By Lilian R Furst
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Extra resources for Fictions of Romantic Irony in European Narrative, 1760–1857
What is more, the metamorphosis of irony is directly linked to the reorientation of semantics. For when 'the name ceases to be the reward for language', 57 when 'words ceased to intersect with representations and to provide a spontaneous grid for the knowledge of things', 58 that is to say, when signification and meaning in themselves become matters of doubt, then it is no longer practical to say the contrary to what is meant in the supposition that meaning and countermeaning will immediately be understood.
It was not until 1850 that this 'unhappy phrase' made its debut in a scholarly work, Die romantische Schute in ihrem Zusammenhang mit Gothe und Schiller, by Hermann Hettner, the first systematic historian of German literature. Hettner writes of that 'iibermiitig auflosende Willkiir des Schaffens . . die unter dem Namen der romantischen Ironie so beriihmt und beriichtigt geworden ist' 30 ('exuberantly dissolving wilfulness in creativity ... that has gained such fame and notoriety under the name of romantic irony').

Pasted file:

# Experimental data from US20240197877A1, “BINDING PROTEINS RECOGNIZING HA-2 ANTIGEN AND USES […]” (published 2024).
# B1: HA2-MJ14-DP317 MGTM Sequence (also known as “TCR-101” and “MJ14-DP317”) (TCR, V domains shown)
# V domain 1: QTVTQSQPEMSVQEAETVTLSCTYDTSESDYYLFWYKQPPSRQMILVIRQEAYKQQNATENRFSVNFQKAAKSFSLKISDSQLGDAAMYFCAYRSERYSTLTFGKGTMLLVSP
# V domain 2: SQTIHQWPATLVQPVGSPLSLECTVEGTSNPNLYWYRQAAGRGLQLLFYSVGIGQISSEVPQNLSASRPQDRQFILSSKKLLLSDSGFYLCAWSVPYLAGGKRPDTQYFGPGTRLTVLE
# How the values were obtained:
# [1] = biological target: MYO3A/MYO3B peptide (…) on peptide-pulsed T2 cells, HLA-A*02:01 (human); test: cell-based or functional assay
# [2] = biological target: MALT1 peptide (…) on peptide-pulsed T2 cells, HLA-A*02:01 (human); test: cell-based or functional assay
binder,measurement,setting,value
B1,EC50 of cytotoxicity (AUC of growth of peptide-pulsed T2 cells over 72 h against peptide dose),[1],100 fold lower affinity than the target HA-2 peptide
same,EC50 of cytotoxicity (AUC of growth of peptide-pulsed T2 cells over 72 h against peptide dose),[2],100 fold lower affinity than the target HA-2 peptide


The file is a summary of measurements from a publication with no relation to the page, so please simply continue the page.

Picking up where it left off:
Like the image, which underwent a parallel metamorphosis at about the same time under the impact of the same cultural constellation, irony rose from the position of servant to that of master. In its traditional role as a verbal trope it could make a limited, peripheral contribution to a work whose direction had already been determined; it was rather more than just ornamental, but less than essential. In its new guise it stood at the epicentre of the aesthetic artifact, defining not only its mode but its meaning and intent, permeating them with an ironic sense of ambivalence, mobility, and paradoxicality.
Fictions of Romantic Irony in European Narrative, 1760–1857 by Lilian R Furst